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02/06/2020

Issues Raised at Scottish Tourism Alliance Meeting

The following issues were raised at the Scottish Tourism Alliance Council Meeting on 2nd June:

Differentiation of Accommodation Models and Phase 2 Reopening

The ASSC welcomed the opportunity to respond to the Scottish Parliament’s COVID-19 Committee call for views on the options for refining or reducing the current lockdown arrangements. We provide our comments from the perspective of a key stakeholder in Scotland’s tourism industry – the self-catering sector provides an annual £723m boost to the Scottish economy – and have highlighted our response to the publication of the Scottish Government’s routemap for transitioning out of lockdown.

Overall, the ASSC believes:

  • There should be an evidence-based approach to the gradual easing of lockdown restrictions and government and industry must work together for the benefit of communities when restarting and reopening the tourism sector.
  • Self-catering is currently placed in Phase 3, alongside hotels and B&Bs, despite the fact that the majority of self-catering units are located in rural/remote areas with no shared facilities.
  • The ASSC believes that there is adequate scope to differentiate between accommodation models and to enable self-catering units to be part of Phase 2.
  • This would mirror the approach taken elsewhere in the UK – which will boost Scotland’s tourism sector and improve national wellbeing through ‘staycations’.
  • Any self-catering unit seeking to reopen must fulfil and adhere to a strict set of criteria and an evidence-based risk assessment, including a robust cleaning protocol and social distancing measures.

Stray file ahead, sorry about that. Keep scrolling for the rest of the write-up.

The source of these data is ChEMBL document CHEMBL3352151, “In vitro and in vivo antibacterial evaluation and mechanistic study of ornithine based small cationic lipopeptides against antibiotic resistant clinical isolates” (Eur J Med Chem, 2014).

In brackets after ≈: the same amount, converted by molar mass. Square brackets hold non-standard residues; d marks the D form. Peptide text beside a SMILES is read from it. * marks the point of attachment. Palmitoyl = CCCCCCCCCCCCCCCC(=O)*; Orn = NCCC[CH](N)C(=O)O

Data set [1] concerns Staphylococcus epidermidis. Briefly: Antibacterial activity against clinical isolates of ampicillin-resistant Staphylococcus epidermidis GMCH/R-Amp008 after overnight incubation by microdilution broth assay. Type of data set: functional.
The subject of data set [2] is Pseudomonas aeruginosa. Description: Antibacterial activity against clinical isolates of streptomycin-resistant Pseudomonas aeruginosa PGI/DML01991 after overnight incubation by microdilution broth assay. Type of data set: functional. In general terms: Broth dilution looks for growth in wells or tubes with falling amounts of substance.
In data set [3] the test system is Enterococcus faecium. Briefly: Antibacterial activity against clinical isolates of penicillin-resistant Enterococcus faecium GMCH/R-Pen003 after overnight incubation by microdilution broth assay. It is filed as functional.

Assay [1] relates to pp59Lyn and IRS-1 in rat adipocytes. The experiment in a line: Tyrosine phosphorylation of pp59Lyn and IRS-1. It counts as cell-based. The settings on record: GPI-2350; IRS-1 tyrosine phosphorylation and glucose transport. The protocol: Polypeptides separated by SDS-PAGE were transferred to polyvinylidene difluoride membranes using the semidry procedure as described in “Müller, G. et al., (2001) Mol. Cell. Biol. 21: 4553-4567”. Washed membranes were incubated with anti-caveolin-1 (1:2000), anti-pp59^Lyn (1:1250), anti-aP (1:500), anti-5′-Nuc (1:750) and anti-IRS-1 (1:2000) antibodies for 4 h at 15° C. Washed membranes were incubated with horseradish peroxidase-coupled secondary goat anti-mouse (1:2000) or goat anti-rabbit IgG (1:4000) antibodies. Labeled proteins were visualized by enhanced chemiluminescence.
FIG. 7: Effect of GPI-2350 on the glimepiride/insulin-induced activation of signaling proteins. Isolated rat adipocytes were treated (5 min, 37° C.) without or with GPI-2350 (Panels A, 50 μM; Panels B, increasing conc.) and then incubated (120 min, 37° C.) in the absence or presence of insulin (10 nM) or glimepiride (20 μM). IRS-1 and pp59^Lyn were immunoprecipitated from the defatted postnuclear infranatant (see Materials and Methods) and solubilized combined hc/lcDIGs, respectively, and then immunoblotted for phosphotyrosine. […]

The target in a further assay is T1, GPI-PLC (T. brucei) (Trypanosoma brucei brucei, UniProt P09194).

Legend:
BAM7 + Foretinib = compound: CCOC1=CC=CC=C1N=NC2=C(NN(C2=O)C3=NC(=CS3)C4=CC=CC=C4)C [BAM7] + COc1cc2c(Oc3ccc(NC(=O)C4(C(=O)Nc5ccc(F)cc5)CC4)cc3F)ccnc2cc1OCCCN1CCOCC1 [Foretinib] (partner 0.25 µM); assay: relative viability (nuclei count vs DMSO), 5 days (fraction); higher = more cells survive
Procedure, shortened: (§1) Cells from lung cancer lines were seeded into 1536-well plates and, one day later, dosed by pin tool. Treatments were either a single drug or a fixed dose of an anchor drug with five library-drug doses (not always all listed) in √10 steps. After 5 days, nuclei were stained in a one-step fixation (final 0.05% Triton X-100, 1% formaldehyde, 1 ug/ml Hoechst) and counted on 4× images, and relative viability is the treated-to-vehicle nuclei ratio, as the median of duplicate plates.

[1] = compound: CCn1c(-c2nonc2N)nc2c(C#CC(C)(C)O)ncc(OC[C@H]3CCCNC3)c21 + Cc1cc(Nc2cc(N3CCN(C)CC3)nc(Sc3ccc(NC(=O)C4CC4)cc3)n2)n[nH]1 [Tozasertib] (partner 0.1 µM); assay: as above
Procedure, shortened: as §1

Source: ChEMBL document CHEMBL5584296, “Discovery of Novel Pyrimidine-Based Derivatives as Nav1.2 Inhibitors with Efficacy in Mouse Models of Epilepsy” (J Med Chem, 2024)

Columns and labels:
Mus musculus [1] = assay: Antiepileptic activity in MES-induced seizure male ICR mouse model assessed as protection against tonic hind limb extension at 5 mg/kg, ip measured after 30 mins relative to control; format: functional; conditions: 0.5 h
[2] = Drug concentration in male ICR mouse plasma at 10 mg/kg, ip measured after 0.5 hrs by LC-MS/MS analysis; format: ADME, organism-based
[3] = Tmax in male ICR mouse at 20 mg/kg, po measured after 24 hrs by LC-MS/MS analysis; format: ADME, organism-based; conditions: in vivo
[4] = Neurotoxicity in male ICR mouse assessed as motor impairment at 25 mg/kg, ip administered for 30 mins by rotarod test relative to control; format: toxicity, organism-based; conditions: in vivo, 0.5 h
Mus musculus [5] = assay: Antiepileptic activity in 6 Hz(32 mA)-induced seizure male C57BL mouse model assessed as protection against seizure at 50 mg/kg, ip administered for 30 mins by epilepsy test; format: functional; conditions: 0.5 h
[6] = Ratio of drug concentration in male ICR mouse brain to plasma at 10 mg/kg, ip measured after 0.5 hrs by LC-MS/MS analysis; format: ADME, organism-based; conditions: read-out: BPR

• The tourism sector will require clear messaging from government and industry that visitors are welcome again in Scotland following the strong and necessary anti-travel advice during lockdown.

As things currently stand, it is likely that self-catering operators could miss the essential summer season when it could safely open at an earlier stage with social distancing and robust cleaning protocols. This situation will be compounded by the fact that equivalent businesses may open sooner in the rest of the UK, thereby further disadvantaging the Scottish tourism sector.

Accommodation for Construction Workers

With some construction work being included in Phase 2, large infrastructure projects throughout rural Scotland will rely on accommodation for workers being able to stay near the construction site. self-catering properties are best placed to provide this accommodation.

As it stands, however, self-catering, accommodation providers can only take bookings for key workers, or for future dates when they will be permitted to open (currently not before phase 3).  Workers are permitted to travel to and from work where working from home is not possible. This may require considerable distances being driven by individual workers each day (with no car sharing permitted). The ASSC would suggest that this one size fits all solution is not the answer.

Island Lockdown

On 28th May, Transport Secretary Michael Matheson MSP announced that ferry travel will be restricted and the islands could be kept in lockdown for several months. If this is the case, many island businesses will not be able to open and may become unviable. Has the Scottish Government considered the impact of this on island communities and their local economies?